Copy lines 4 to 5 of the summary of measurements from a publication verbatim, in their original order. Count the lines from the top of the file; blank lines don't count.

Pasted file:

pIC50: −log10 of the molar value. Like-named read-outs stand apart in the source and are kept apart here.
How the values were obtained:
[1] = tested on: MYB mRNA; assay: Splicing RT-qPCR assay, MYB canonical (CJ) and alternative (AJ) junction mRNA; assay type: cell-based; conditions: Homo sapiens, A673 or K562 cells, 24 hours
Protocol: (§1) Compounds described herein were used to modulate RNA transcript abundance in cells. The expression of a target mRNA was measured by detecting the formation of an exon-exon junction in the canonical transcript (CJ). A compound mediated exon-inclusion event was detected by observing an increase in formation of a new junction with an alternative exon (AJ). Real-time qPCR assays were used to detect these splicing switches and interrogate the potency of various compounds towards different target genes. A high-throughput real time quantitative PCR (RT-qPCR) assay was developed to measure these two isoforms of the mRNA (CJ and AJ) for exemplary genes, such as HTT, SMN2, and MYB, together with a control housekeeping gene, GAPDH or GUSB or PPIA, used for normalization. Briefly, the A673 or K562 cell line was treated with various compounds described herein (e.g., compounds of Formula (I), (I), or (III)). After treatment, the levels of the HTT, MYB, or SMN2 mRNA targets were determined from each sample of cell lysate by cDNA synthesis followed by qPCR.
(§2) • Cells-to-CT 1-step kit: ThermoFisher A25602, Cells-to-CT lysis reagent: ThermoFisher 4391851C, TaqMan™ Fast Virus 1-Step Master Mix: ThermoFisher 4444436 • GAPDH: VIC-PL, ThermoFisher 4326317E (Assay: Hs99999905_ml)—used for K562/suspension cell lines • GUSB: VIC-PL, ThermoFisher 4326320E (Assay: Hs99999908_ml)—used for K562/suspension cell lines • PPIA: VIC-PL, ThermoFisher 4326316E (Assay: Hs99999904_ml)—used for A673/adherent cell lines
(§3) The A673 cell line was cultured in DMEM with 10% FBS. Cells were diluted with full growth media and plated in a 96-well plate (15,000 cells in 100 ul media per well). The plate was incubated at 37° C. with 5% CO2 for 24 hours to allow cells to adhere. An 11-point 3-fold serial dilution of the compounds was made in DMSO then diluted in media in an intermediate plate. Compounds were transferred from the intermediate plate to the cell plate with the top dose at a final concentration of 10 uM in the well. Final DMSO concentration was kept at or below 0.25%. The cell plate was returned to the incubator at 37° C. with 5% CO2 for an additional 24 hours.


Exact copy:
Protocol: (§1) Compounds described herein were used to modulate RNA transcript abundance in cells. The expression of a target mRNA was measured by detecting the formation of an exon-exon junction in the canonical transcript (CJ). A compound mediated exon-inclusion event was detected by observing an increase in formation of a new junction with an alternative exon (AJ). Real-time qPCR assays were used to detect these splicing switches and interrogate the potency of various compounds towards different target genes. A high-throughput real time quantitative PCR (RT-qPCR) assay was developed to measure these two isoforms of the mRNA (CJ and AJ) for exemplary genes, such as HTT, SMN2, and MYB, together with a control housekeeping gene, GAPDH or GUSB or PPIA, used for normalization. Briefly, the A673 or K562 cell line was treated with various compounds described herein (e.g., compounds of Formula (I), (I), or (III)). After treatment, the levels of the HTT, MYB, or SMN2 mRNA targets were determined from each sample of cell lysate by cDNA synthesis followed by qPCR.
(§2) • Cells-to-CT 1-step kit: ThermoFisher A25602, Cells-to-CT lysis reagent: ThermoFisher 4391851C, TaqMan™ Fast Virus 1-Step Master Mix: ThermoFisher 4444436 • GAPDH: VIC-PL, ThermoFisher 4326317E (Assay: Hs99999905_ml)—used for K562/suspension cell lines • GUSB: VIC-PL, ThermoFisher 4326320E (Assay: Hs99999908_ml)—used for K562/suspension cell lines • PPIA: VIC-PL, ThermoFisher 4326316E (Assay: Hs99999904_ml)—used for A673/adherent cell lines